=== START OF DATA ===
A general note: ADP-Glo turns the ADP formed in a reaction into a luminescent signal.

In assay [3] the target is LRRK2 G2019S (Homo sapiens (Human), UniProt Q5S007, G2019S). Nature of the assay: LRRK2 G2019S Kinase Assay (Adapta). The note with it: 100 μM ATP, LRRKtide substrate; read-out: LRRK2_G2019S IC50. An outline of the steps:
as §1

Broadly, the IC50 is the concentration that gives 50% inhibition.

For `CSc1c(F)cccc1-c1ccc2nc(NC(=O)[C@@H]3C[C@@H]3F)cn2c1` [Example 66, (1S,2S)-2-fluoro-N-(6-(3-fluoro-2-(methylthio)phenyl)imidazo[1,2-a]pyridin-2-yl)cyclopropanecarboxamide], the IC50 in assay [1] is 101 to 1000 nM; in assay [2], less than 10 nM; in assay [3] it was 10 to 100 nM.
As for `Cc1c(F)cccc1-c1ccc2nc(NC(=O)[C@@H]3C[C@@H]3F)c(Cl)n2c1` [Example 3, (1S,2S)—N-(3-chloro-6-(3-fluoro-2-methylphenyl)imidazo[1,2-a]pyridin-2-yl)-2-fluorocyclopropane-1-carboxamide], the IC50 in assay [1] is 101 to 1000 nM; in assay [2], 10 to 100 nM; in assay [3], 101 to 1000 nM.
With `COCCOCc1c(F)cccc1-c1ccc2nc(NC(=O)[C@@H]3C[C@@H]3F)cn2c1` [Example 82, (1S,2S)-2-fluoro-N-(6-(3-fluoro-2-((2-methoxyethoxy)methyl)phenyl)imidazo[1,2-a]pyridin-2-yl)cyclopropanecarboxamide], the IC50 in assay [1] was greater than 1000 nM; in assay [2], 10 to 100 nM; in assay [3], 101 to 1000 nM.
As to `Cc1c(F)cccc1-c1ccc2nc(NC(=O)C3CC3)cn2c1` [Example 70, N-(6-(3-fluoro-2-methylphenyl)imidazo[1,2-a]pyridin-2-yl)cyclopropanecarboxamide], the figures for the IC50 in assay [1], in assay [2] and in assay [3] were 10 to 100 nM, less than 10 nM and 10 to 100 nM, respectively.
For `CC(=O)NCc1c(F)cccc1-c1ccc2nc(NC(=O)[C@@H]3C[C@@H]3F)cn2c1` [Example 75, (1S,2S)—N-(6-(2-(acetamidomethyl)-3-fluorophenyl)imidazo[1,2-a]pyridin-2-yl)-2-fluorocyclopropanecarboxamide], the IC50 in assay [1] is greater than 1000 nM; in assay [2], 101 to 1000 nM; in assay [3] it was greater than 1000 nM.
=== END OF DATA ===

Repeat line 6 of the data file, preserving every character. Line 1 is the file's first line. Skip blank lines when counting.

As for `Cc1c(F)cccc1-c1ccc2nc(NC(=O)[C@@H]3C[C@@H]3F)c(Cl)n2c1` [Example 3, (1S,2S)—N-(3-chloro-6-(3-fluoro-2-methylphenyl)imidazo[1,2-a]pyridin-2-yl)-2-fluorocyclopropane-1-carboxamide], the IC50 in assay [1] is 101 to 1000 nM; in assay [2], 10 to 100 nM; in assay [3], 101 to 1000 nM.